DNA TECHNOLOGY (USE AND APPLICATION) REGULATION BILL

FEB 12

Mains   > Polity   >   Executive   >   Criminal justice system

WHY IN NEWS:

  • Parliamentary Standing Committee on Science and Technology, recently, in a draft report, pointed out that some of the provisions in the DNA Technology Bill could be misused in different ways.

PURPOSE OF THE BILL:

  • The DNA Technology (Use and Application) Regulation Bill, 2019 was introduced in the Lok Sabha.
  • The bill which is also known as the DNA profiling bill, tries to check use of DNA technology to establish the identity of a person.
  • According to the government, the DNA technology bill aims to establish the identity of missing persons, victims, offenders, under trials and unknown deceased persons.

PROVISIONS:

  • Use of DNA Data:
    • Under the Bill, DNA testing is allowed only in respect of matters listed in the Schedule to the Bill.
    • These include offences under the Indian Penal Code, 1860, and for civil matters such as paternity suits.
    • Further, the Schedule includes DNA testing for matters related to establishment of individual identity.   
  • Collection of DNA:
    • While preparing a DNA profile, bodily substances of persons may be collected by the investigating authorities.
    • Authorities are required to obtain consent for collection in certain situations.
  • Removal of DNA profiles:
    • It also provides for the removal of DNA profiles of suspects on the filing of a police report or court order, and of undertrials on the basis of a court order
  • DNA Data Bank:
    • The Bill provides for the establishment of a National DNA Data Bank and Regional DNA Data Banks, for every state, or two or more states.
    • DNA laboratories are required to share DNA data prepared by them with the National and Regional DNA Data Banks.
  • DNA Regulatory Board:
    • The Bill provides for the establishment of a DNA Regulatory Board, which will supervise the DNA Data Banks and DNA laboratories.
    • The Secretary, Department of Biotechnology, will be the ex officio Chairperson of the Board.
    • The Board will comprise additional members from NIA, CBI etc.
  • Functions of the Board:
    • Advising governments on all issues related to establishing DNA laboratories or Data Banks
    • Granting accreditation to DNA laboratories.
    • Ensuring that all information relating to DNA profiles with the Data Banks, laboratories, and other persons are kept confidential.
  • Offences:
    • The Bill specifies penalties for various offences, including for disclosure of DNA information or using DNA sample without authorization

CONCERNS:

  • Violation of fundamental rights:
    • DNA profiling bill is a violation of human rights as it could compromise with the privacy of the individuals
  • Misuse of sensitive information:
    • The DNA profiles can reveal extremely sensitive information of an individual such as family ancestry, skin colour, behaviour, illness, health status and susceptibility to diseases.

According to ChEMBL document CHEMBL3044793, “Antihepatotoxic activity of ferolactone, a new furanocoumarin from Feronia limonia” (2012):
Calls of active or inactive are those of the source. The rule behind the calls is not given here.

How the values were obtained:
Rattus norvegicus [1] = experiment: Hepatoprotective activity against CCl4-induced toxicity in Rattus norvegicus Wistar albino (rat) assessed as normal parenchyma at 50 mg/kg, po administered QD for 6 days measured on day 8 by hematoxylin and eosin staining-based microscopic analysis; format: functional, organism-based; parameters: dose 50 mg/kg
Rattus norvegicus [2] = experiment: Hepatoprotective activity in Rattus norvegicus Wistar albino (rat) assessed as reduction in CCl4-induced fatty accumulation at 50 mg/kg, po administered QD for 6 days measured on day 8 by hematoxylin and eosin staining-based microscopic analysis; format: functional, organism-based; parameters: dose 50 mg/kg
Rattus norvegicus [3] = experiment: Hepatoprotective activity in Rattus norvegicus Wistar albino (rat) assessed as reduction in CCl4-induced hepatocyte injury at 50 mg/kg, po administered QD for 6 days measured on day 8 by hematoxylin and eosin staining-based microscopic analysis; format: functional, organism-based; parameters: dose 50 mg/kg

• Target certain communities:
    • It could even be used to incorrectly link a particular caste/community to criminal activities.
  • Storage of DNA Profiles of un-convicted Persons:
    • The Bill proposes to store DNA profiles of suspects, undertrials, victims and their relatives for future investigations.
    • The Parliamentary Standing Committee on Science and Technology has questioned the necessity for storage of such DNA profiles, pointing out that this violates the fundamental right to privacy and does not serve any public purpose.
  • Perfunctory consent:
    • The bill refers to consent in several provisions, but in each of those, a magistrate can easily override consent, thereby in effect, making consent perfunctory.
    • There is also no guidance in the Bill on the grounds and reasons of when the magistrate can override consent.
  • Removal of DNA Profiles of accused:
    • The Bill permits retention of DNA found at a crime scene in perpetuity, even if conviction of the offender has been overturned.
  • Absence of data protection framework:
    • The Parliamentary Standing Committee on Science and Technology has questioned the security of a huge number of DNA profiles that will be placed with the National DNA Data bank and its regional centers.

WAY FORWARD:

  • Independent scrutiny:
    • The Parliamentary Standing Committee on Science and Technology has recommended that independent scrutiny must be done of the proposals to destroy biological samples and remove DNA profiles from the database.
  • Adoption of data protection legislation:
    • Prior adoption of a privacy or data protection bill would allow individuals some recourse if their rights were not protected
  • Need for a cost-benefit analysis:
    • The government also needs to do a cost-benefit analysis as creating large databases is often not a cost-effective way to solve more crimes, and limited resources must be targeted effectively.
  • Prerequisites:
    • Using DNA effectively during criminal investigations requires proper crime scene examination, trained and reliable policing, a trusted chain of custody of samples, reliable analysis, and proper use of expert evidence in court.
    • Without these prerequisites, a DNA database will exacerbate rather than solve problems in the criminal justice system
  • Privacy protection:
    • The Act need provisions to restrict DNA profiling so that it uses only non-coding DNA, a commonly used international standard for one, which prevents the use of parts of the DNA which code for personal characteristics, including medical conditions.
  • Separation of data banks:
    • Separate data banks have to maintained for civil and criminal matters

PRACTICE QUESTION:

Q. Discuss the challenges associated with the use of technology in criminal justice system with special reference to the provisions of DNA Technology Regulation Bill?